Cromer could be set for return to swinging ‘60s
- Credit: Archant
One was the era of evacuees, ration books and GI brides the other a time of teenage rebellion, 'peace and love' and Beatlemania.
With Sheringham staging a popular salute to the 1940s, a move is underway for neighbouring Cromer to host a nostalgic tribute to the swinging '60s.
Suggestions include performances by 1960s bands, tribute acts and period re-enactments. The idea has been discussed by town councillors after it was taken up on social media.
The meeting also looked at whether Cromer could join forces with Sheringham and Holt to celebrate the 1940s weekend.
Cromer Mayor Tim Adams said: 'Quite a lot of people have come up with the idea of a '60s weekend and there has been plenty of discussion on social media. There is a bit of energy behind that proposal both from people living in the town and visitors.'
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He added: 'It is not an era I lived through, but grew up listening to my mum's old vinyl collection and became a fan of the Rolling Stones, Black Sabbath and Led Zeppelin.'
While London had Carnaby Street and Liverpool the Cavern Club the places to be seen in Cromer during the decade included Olympia and Royal Links Pavilion.
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The Olympia roller skating rink became a popular music venue staging performances by Cilla Black and Billy J Kramer. Later converted to a warehouse for herbs and spices, the building was demolished in the 1980s to make way for a supermarket car park.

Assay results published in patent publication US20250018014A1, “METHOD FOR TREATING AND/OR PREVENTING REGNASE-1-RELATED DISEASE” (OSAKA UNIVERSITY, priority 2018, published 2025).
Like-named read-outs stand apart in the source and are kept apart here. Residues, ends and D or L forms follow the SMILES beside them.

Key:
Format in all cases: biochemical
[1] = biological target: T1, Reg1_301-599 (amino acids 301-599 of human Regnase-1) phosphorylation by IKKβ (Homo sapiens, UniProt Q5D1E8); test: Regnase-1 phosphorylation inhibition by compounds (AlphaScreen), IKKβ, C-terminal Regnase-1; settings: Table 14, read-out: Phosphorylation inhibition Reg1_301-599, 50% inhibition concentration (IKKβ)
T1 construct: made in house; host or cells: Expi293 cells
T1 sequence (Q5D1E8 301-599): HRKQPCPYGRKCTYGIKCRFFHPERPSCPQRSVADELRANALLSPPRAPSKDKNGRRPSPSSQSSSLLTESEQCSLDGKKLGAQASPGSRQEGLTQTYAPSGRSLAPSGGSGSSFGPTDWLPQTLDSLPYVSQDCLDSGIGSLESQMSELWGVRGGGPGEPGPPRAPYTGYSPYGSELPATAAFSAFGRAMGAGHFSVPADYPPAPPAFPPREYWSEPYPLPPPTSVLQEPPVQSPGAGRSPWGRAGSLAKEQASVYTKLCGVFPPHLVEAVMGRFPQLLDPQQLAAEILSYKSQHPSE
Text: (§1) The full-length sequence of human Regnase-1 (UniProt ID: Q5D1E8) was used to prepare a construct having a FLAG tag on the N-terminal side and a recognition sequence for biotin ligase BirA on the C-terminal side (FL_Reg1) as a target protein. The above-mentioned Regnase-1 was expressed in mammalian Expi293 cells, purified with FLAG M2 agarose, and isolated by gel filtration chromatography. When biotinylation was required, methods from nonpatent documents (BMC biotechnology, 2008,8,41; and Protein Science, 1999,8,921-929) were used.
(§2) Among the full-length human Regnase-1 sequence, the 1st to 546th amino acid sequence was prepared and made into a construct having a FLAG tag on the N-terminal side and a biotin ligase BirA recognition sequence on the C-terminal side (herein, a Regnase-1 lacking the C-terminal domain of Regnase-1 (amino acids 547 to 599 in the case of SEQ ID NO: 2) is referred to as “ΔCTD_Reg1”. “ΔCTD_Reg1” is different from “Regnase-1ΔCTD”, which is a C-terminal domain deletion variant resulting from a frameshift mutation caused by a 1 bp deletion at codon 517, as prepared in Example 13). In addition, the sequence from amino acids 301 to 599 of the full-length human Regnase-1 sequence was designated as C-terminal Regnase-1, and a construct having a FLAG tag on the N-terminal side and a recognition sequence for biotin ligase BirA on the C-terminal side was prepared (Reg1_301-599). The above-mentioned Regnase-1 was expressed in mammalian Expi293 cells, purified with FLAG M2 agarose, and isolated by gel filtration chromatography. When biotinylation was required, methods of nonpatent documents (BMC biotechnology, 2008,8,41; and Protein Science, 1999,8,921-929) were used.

The Royal Links Pavilion also held gigs by some of the decade's biggest bands including The Who and Tremeloes. It was the scene of a concert by legendary punk rockers The Sex Pistols on Christmas Eve 1977 and burnt down the following year.
Poppyland Publishing owner Peter Stibbons, spent his formative years in the town during the 1960s.
Mr Stibbons said: 'The biggest difference between Cromer then and now was there were more things for youngsters to do. There was an active youth club, two or three coffee bars and lots of young people living in the town centre, where now there tends to be more holiday homes.'
He added: 'Plenty of people like vintage fairs and I think there would be a lot of interest in dressing up in period clothes.'
Cromer and District Chamber of Trade and Commerce president Gary Dickenson was invited to judge the best shop window display at last month's 1940s weekend.
He said: 'The idea of a mixed century event could work. In terms of business it is easy to dress the windows with stuff from the war, like sandbags, bombs and tape. I am not quite sure how that would happen with the '60s.'